“Oh dear. Not again.” So read the headline on the front page of last week’s music paper the NME. The words appeared below a quote from Morrissey, in which the former lead singer of The Smiths was alleged to have said: “The gates of England are flooded. The country’s been thrown away.”
The NME article, which is the subject of legal action by Morrissey, further quotes the singer as saying: “with the issue of immigration, it’s very difficult because, although I don’t have anything against people from other countries, the higher the influx into England the more the British identity disappears. So the price is enormous.”
Later on, the article quotes Morrissey as saying: “Other countries have held onto their basic identity, yet it seems to me that England was thrown away... If you walk through Knightsbridge [in London] on any bland day of the week you won’t hear an English accent. You’ll hear every accent under the sun apart from the British accent.”
This is not the first time Morrissey and the NME have clashed over issues relating to national identity and racism. In 1992 the paper criticised the singer bitterly after he appeared on stage at Finsbury Park draped in the Union Flag at a concert where a sizeable neo-Nazi turn-out was expected.
Morrissey’s sometimes ambiguous attitude towards racism had already set alarm bells ringing in 1988, with the unpleasantly patronising song Bengali in Platforms, in which an immigrant from south-east Asia seems to be mocked and is urged to “shelve your western plans”. The 1992 song National Front Disco, which is sung from the standpoint of a young man who is attracted to fascism, only fuelled suspicions about the rock star’s racial politics.
Yet, Morrissey has supported Unite Against Fascism in recent years, and, in last week’s interview, he told the NME he would be happy to back the Love Music, Hate Racism campaign because he finds racism “beyond reason”.
Since the interview he has issued an unequivocal statement saying, “I am pleased to say that we have now had direct dialogue with Love Music Hate Racism and all of our UK tour advertising in 2008 will carry their logo. We will also be providing space in the venues for them to voice and spread their important message, which I endorse.” (» Full statement on Guardian website)
So, if the NME quotes are accurate, Morrissey’s alleged comments in the interview are not only deeply alarming, they are also bizarre.
Such statements would be bad news at any time, but they are particularly unwelcome in the current period.
Many politicians and “newspapers” are currently trying to scapegoat migrants and asylum seekers for the inequalities in our society. Gordon Brown’s nasty campaign on “Britishness” and the Tories’ shift to the right on immigration have played into the hands of the Nazi BNP.
The comments attributed to Morrissey are especially disappointing given his own background.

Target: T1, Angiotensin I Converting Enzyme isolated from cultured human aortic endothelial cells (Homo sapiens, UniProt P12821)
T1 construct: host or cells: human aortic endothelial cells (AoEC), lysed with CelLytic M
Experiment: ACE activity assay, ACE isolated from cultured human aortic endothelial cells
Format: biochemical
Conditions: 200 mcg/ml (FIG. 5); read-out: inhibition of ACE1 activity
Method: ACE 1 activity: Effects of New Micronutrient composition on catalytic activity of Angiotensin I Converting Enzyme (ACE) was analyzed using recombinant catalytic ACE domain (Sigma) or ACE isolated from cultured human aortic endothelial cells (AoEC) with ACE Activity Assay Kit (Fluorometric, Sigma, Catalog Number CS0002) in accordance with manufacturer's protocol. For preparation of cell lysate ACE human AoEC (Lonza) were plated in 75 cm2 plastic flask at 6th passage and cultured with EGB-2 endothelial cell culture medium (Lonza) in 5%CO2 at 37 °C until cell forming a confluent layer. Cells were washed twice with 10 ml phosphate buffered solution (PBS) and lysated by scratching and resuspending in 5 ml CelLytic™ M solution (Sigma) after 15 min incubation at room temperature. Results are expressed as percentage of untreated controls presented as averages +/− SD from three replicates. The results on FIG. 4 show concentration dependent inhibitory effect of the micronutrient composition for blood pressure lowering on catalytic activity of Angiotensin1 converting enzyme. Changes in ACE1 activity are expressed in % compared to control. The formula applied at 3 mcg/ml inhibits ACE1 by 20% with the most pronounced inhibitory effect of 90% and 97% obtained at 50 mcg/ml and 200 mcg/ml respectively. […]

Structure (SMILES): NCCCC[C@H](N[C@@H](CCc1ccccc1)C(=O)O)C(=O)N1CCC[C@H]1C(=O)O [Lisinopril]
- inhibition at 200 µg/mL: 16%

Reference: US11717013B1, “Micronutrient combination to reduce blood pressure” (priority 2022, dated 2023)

Morrissey (full name Steven Patrick Morrissey) grew up in a working-class household in Manchester, the son of Irish Catholic immigrants. In recent years he has lived in Dublin, Los Angeles and, most recently, Rome; as such, he has been part of the massive emigration of British citizens to other countries.
He has also often been a source of inspiration for people on the left. Like many young people in Britain in the eighties, I became a Smiths obsessive at the age of 16. I declared myself a revolutionary socialist at the age of 17. The two events were not unrelated.
With songs such as The Queen is Dead and Margaret on the Guillotine (which dreamt of the execution of Thatcher), Morrissey expressed his republican, anti-Tory politics with a wit which he appeared to have borrowed from his hero Oscar Wilde.
In more recent years, in songs such as America is Not the World and I Will See You in Far Off Places, Morrissey has criticised the US for never having had a black, female or openly gay president and attacked the violence of US imperialism. The singer was so outspoken in his opposition to Bush and Blair that he was interviewed by the FBI and British intelligence last year as a possible threat to US and British state security.
So why these latest alleged comments? The fact is Morrissey has always been a contradictory figure.
He has always revelled in being ambiguous, in reinventing his image and in tantalising the press. That’s fine when it’s a matter of teasing journalists over his sexuality; after years of self-professed celibacy he wrote Dear God, Please Help Me, a moving song about a gay sexual experience.
However, when it comes to matters of racism, immigration and national identity, playing games with the press is dangerous and counter-productive.
If Morrissey is merely “nostalgic” for an old England, he should realise that it was an England in which not only black people, but also Irish Catholic migrants, like his parents, often faced appalling racism and in which, until 1967, homosexuality was illegal.
The singer may not be a racist, but, as in the early nineties, he is in danger of giving confidence to those who are.